The U.S. Department of Transportation Proposes ‘Distraction’ Guidelines for Car Makers

Proposed recommendations would encourage manufacturers to develop ‘less distracting’ in-vehicle electronic devices

U.S. Transportation Secretary Ray LaHood has announced the first-ever federally proposed guidelines to encourage automobile manufacturers to limit the distraction risk for in-vehicle electronic devices. The proposed voluntary guidelines would apply to communications, entertainment, information gathering and navigation devices or functions that are not required to safely operate the vehicle.

Issued by the Department’s National Highway Traffic Safety Administration (NHTSA), the guidelines would establish specific recommended criteria for electronic devices installed in vehicles (at the time of manufacture) that require visual or manual operation by drivers.

The announcement of the guidelines comes just days after President Obama’s FY 2013 budget request, which includes $330 million over six years for distracted driving programs that increase awareness of the issue and encourage stakeholders to take action.

“Distracted driving is a dangerous and deadly habit on America’s roadways – that’s why I’ve made it a priority to encourage people to stay focused behind the wheel,” said Secretary LaHood. “These guidelines are a major step forward in identifying real solutions to tackle the issue of distracted driving for drivers of all ages.”

Geared toward light vehicles (cars, SUVs, pickup trucks, minivans, and other vehicles rated at not more than 10,000 pounds gross vehicle weight), the guidelines are the first in a series of guidance documents NHTSA plans to issue to address sources of distraction that require use of the hands and/or diversion of the eyes from the primary task of driving.

“We recognize that vehicle manufacturers want to build vehicles that include the tools and conveniences expected by today’s American drivers,” said NHTSA Administrator David Strickland. “The guidelines we’re proposing would offer real-world guidance to automakers to help them develop electronic devices that provide features consumers want—without disrupting a driver’s attention or sacrificing safety.”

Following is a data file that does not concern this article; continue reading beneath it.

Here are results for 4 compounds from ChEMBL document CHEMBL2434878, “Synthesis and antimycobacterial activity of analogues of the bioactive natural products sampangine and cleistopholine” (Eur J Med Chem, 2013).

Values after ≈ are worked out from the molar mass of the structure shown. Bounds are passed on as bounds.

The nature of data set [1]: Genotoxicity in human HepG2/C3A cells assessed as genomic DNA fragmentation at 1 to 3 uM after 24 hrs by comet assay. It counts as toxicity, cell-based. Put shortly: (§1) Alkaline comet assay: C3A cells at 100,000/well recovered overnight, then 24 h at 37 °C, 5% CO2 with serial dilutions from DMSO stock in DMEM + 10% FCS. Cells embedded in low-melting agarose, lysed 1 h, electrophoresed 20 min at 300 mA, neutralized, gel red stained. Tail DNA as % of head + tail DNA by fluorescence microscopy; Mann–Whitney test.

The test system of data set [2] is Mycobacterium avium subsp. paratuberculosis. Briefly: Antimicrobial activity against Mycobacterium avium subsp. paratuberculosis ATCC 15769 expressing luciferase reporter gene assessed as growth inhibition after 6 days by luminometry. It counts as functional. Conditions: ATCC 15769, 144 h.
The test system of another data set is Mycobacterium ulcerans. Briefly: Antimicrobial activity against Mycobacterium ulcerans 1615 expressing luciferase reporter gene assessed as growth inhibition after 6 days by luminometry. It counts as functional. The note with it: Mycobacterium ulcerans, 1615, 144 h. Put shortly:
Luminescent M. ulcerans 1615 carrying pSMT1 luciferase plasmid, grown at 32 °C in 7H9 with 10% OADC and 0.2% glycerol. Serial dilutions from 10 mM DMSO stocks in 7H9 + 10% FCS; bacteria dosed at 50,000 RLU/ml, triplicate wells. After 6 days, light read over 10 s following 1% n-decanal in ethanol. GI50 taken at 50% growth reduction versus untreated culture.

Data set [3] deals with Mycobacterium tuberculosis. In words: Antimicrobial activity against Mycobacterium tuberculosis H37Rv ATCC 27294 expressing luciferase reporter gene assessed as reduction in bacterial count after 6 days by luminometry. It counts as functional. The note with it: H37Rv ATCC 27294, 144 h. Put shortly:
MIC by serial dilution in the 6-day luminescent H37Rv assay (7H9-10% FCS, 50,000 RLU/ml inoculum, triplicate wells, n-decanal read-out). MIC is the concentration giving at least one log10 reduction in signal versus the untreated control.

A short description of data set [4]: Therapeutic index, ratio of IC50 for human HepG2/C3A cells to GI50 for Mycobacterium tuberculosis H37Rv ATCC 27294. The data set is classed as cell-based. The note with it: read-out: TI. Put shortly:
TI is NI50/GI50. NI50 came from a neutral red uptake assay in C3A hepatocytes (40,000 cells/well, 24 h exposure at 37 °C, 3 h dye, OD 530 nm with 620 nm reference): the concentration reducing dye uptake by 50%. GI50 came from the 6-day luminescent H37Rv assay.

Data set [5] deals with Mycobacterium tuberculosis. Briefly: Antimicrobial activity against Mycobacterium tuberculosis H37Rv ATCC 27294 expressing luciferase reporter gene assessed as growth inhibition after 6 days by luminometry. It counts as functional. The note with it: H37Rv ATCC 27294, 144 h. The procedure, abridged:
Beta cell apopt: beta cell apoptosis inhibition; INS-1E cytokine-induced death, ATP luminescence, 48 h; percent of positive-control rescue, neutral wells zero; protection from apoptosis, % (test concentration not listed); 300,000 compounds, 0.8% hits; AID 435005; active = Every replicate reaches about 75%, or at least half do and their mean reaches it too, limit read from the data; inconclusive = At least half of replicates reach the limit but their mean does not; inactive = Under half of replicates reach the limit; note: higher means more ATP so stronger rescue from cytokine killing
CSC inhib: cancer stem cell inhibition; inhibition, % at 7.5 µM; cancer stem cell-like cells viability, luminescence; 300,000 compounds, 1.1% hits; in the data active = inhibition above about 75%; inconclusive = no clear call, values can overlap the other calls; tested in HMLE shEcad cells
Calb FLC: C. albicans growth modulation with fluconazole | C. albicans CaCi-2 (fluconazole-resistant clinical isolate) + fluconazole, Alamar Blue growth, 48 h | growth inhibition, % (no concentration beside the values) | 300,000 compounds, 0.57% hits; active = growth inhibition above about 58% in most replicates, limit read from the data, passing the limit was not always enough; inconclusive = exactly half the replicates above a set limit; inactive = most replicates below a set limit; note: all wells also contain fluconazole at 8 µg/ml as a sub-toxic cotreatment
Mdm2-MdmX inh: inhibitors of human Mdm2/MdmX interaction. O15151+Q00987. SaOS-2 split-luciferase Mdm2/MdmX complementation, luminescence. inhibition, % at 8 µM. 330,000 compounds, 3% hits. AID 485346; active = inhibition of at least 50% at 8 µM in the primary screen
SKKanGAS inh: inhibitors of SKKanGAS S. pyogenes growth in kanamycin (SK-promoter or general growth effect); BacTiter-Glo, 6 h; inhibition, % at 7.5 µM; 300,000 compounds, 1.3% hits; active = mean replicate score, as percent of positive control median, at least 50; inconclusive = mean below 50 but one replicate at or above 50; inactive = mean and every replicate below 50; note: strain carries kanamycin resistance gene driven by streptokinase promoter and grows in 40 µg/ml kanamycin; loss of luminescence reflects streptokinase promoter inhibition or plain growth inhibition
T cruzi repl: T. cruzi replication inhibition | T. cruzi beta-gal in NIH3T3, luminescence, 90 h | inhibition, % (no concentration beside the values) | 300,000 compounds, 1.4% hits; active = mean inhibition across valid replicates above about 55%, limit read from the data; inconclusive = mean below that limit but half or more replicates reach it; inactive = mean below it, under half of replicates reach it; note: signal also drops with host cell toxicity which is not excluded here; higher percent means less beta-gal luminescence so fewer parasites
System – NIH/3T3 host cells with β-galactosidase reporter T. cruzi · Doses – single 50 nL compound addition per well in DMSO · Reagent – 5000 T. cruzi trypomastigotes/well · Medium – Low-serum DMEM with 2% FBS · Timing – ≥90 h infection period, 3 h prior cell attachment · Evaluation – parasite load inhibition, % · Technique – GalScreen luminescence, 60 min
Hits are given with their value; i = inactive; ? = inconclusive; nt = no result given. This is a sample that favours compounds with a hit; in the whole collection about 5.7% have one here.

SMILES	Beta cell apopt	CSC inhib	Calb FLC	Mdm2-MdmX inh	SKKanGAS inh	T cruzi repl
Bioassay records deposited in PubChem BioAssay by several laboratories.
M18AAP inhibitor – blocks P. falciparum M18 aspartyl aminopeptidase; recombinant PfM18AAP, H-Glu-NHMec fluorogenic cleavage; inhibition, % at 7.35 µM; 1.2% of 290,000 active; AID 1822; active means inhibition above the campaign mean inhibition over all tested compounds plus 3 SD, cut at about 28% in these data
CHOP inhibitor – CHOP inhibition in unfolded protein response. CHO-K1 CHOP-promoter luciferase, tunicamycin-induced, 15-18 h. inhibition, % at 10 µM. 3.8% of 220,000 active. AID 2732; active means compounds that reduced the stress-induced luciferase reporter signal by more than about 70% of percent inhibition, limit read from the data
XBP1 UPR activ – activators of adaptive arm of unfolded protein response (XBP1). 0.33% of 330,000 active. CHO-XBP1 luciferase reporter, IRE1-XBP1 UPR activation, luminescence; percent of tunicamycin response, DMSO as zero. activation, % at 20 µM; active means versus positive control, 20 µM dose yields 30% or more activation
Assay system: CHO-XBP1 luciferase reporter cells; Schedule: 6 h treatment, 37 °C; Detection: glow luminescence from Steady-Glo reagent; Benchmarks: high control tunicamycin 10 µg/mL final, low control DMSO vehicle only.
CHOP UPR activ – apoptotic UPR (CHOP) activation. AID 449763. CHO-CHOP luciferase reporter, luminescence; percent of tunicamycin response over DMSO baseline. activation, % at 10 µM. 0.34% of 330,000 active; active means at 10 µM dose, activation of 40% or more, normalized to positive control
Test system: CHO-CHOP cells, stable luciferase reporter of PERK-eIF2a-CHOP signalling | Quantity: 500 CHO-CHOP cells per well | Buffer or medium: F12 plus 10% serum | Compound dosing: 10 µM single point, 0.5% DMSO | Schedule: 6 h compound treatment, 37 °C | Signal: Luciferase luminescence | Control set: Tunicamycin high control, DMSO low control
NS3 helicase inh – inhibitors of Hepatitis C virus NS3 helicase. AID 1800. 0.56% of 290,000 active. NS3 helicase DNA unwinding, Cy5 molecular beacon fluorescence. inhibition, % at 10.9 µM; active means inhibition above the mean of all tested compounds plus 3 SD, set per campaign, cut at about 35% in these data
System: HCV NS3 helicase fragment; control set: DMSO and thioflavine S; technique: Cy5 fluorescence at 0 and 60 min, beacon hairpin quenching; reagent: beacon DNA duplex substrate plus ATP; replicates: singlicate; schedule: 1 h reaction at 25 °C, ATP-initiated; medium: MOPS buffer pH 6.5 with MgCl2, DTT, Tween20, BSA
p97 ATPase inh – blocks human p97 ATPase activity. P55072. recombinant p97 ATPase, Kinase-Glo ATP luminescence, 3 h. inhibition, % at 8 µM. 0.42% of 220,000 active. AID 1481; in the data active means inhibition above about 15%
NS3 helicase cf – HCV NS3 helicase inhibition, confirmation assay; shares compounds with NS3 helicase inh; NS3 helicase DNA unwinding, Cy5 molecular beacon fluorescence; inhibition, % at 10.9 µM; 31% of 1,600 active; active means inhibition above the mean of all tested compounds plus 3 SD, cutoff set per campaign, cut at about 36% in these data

The proposed Phase I distraction guidelines include recommendations to:

  • Reduce complexity and task length required by the device;
  • Limit device operation to one hand only (leaving the other hand to remain on the steering wheel to control the vehicle);
  • Limit individual off-road glances required for device operation to no more than two seconds in duration;
  • Limit unnecessary visual information in the driver’s field of view;
  • Limit the amount of manual inputs required for device operation.

The proposed guidelines would also recommend the disabling of the following operations by in-vehicle electronic devices while driving, unless the devices are intended for use by passengers and cannot reasonably be accessed or seen by the driver, or unless the vehicle is stopped and the transmission is in park.

  • Visual-manual text messaging;
  • Visual-manual internet browsing;
  • Visual-manual social media browsing;
  • Visual-manual navigation system destination entry by address;
  • Visual-manual 10-digit phone dialing;
  • Displaying to the driver more than 30 characters of text unrelated to the driving task.

NHTSA is also considering future, Phase II proposed guidelines that might address devices or systems that are not built into the vehicle but are brought into the vehicle and used while driving, including aftermarket and portable personal electronic devices such as navigation systems, smart phones, electronic tablets and pads, and other mobile communications devices. A third set of proposed guidelines (Phase III) may address voice-activated controls to further minimize distraction in factory-installed, aftermarket, and portable devices.

 

1 reply
  1. Wooten, Kimbrough Normand, P.A.
    Wooten, Kimbrough Normand, P.A. says:

    It is encouraging to read about the specific steps being taken on a federal level to combat distracted driving. These recommendations from the NHTSA are sensible propositions that could not only still satisfy many American drivers’ desires for technological advances, but also go a long way toward reducing the number of accidents caused by motorists having their attention diverted. We only hope that vehicle manufacturers recognize the benefits of these proposals and join the NHTSA in addressing the sources of distraction that divert a driver’s attention away from the road.

    Reply

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